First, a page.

He also “seals” the pizza’s crust with a layer of shredded fontina underneath the potatoes. and he is careful with the potatoes’ spacing. “Too many spuds cropped up in the center will make a soggy pizza,”Vitale says.

To prevent potato pizza sogginess at Numero 28 Cucina, Fausto Sassi, pizza maker, boils potatoes fresh daily then slices them. “The mozzarella and gor­gonzola keeps the potatoes moist. Since the potatoes are cooked already, the pizza bakes quickly, so burning is not an issue,” he says.

Different potato varieties deliver unique taste and textures. operators should play around with assorted variet­ies to see what works best in their oven. Mcclure prefers to use either yukon potatoes because of its taste, or Kennebec potatoes for its high-starch content.

Vitale favors Idaho potatoes. “I prefer starchy potato varieties rather than waxy potato varieties because I think they taste better on the pizza,” he says. “Waxy potatoes have a tendency to make pizzas soggy, and potato slices burn easily.”

Waxy potatoes (such as round white, round red, yellow potato and red potato) are relatively high in moisture and sugar, but low in starch. Starchy potatoes (such as Idaho, Russet bur-bank, Goldrush and Norkotah) are high in starch and good for frying. No matter what variety you choose, all potatoes have the ability to provide a blank canvas for pizzas. The subtle taste blends naturally with a variety of meats and cheeses.

Sassi enjoys pairing potatoes with ham and sausage. Vitale likes mixing potatoes with caramelized onions and lardons or duck confit.

However, proceed with caution. operators don’t want other flavors to overpower the spuds. in terms of top­ping pizzas, a little goes a long way. as Mcclure says, “Keep it simple and the flavors will blend together perfectly.”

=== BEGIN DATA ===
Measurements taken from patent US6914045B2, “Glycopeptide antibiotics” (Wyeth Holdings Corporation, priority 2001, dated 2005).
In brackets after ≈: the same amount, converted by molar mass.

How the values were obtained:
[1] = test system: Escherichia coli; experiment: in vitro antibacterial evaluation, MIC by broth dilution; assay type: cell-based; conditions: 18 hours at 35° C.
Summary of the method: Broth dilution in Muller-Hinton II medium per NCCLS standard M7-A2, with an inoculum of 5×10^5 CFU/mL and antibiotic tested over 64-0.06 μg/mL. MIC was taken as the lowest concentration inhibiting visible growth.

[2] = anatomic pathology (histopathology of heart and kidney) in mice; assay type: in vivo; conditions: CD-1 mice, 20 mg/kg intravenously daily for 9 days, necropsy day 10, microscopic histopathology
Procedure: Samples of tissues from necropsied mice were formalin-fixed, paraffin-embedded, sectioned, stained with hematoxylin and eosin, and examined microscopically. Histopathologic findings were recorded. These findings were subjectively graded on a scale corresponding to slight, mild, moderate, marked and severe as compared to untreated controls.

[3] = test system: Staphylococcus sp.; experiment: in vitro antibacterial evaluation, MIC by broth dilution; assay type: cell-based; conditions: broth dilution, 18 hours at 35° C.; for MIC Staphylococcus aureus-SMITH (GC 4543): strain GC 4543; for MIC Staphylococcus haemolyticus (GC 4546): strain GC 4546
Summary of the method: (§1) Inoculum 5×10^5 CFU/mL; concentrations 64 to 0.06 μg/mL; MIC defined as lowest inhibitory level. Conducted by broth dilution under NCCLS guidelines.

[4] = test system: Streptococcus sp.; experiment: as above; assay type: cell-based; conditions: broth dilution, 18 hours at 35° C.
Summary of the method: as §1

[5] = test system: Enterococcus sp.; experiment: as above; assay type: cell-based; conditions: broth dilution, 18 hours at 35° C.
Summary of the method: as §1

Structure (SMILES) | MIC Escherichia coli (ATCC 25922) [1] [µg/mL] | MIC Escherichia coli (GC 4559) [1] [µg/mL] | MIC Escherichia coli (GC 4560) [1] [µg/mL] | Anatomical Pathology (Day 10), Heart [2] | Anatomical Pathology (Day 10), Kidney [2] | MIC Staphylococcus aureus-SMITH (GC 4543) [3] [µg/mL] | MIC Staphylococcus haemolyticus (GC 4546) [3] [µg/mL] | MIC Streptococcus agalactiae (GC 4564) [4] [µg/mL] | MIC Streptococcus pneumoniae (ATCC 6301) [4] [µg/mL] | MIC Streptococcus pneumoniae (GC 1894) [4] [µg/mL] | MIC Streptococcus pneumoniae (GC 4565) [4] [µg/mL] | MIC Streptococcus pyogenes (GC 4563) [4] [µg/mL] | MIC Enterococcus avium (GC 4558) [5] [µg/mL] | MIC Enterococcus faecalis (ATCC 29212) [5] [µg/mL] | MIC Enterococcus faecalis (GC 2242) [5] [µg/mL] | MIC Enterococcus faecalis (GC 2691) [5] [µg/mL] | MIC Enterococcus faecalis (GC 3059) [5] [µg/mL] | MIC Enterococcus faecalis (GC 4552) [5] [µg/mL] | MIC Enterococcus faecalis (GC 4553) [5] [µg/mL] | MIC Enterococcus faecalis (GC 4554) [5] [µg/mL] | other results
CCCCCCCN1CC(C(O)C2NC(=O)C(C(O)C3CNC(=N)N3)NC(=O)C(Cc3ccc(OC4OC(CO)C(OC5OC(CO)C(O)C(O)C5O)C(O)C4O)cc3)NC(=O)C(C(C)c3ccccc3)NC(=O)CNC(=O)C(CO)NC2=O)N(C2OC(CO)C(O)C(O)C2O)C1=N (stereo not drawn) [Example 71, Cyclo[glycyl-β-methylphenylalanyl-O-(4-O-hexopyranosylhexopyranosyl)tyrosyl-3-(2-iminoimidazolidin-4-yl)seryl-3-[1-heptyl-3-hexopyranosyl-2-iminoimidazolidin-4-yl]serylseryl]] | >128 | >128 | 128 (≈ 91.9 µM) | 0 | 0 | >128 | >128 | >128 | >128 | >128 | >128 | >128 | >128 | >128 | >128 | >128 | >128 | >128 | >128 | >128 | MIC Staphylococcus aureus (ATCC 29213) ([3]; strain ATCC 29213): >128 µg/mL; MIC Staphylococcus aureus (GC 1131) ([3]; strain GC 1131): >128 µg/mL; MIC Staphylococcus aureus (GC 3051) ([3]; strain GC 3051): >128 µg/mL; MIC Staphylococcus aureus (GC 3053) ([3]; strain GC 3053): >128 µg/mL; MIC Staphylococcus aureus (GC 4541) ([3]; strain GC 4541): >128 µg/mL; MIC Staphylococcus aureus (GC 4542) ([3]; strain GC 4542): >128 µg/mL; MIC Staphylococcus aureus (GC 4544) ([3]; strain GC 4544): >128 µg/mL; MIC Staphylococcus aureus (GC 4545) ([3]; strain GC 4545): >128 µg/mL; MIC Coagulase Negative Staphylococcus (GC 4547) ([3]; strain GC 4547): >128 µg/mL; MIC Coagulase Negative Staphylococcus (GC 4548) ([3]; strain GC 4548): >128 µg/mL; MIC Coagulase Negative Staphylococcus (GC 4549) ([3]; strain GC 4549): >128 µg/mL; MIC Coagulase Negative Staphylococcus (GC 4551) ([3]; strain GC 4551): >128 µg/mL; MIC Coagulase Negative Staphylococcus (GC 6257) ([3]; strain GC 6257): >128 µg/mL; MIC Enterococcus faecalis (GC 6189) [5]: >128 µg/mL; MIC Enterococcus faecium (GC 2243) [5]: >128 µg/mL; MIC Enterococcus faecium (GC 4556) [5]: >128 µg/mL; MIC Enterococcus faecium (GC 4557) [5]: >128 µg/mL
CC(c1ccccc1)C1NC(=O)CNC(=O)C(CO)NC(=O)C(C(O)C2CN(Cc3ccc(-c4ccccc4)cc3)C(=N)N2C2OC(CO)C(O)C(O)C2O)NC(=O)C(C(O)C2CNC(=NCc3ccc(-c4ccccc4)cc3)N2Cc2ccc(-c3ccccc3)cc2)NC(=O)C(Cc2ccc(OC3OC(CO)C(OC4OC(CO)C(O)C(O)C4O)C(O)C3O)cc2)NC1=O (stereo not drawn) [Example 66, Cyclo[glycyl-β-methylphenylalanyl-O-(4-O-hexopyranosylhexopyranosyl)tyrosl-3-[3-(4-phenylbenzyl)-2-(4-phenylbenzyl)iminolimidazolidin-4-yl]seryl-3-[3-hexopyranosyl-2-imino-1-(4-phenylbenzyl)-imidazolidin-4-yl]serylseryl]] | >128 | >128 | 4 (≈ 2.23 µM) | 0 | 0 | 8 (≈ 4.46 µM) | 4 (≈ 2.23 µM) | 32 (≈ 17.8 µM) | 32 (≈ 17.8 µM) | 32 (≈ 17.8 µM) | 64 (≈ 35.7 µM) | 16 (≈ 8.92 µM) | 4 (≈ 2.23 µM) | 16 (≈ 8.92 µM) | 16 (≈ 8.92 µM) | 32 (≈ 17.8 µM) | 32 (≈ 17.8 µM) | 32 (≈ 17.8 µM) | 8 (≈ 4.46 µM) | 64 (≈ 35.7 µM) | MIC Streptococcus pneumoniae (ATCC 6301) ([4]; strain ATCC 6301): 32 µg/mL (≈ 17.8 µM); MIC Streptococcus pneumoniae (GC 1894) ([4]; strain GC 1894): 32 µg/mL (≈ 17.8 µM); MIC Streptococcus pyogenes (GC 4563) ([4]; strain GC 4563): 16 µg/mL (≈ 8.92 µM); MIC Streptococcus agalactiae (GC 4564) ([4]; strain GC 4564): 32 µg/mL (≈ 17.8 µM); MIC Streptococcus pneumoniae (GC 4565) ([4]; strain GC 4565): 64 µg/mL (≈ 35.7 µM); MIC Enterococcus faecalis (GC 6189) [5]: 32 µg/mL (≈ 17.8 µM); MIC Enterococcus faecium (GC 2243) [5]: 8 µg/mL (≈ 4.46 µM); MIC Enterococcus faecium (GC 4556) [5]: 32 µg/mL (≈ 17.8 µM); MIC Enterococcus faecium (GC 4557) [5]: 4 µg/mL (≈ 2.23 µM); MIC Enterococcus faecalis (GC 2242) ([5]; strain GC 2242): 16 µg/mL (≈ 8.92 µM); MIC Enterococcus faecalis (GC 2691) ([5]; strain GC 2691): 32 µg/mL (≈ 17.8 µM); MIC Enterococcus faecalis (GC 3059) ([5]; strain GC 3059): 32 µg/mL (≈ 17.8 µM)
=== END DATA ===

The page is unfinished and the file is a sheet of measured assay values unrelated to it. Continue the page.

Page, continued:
British Bacon Potato, Oinion and Gorgonzola Pizza

10-inch pizza shell
4 ounces mozzarella, shredded
1 cup roasted potato slices
½ cup roasted onion slices or smothered onion slices
2 tablespoons Gorgonzola or other blue cheese
¼ pound bacon, cooked and chopped

2 tablespoons chopped, fresh apple (skin left on)
1 tablespoon toasted, crumbled walnut
1 cup fresh spinach leaves
2 tablespoons sweet vinaigrette*

Build a pizza, layering the ingredients, as listed up to garnish, evenly over the dough. Bake the pie until golden.

Toss the apple, walnut, spinach, and vin­aigrette together in a small bowl while the pie bakes.

Slice the pie and mound the salad in the center.

*Sweet Vinaigrette

2 cups red wine vinegar
¼ cup of honey (or more to taste)
1 tablespoon chopped fresh garlic
½ teaspoon ground caraway seed
(optional) 2 cups olive oil Salt and pepper to taste

Place the vinegar, honey, garlic, and caraway seed in a small pan and bring to a boil. Let simmer gently 5 minutes and remove from heat. Let cool down completely before using. Pour the cooked vinegar mixture into a bowl or food processor and whisk or beat in the oil until it’s emulsified. Season with salt and pepper to taste.

Melanie Wolkoff Wachsman is a freelance writer in Louisville, Kentucky. She covers food, business and lifestyle trends.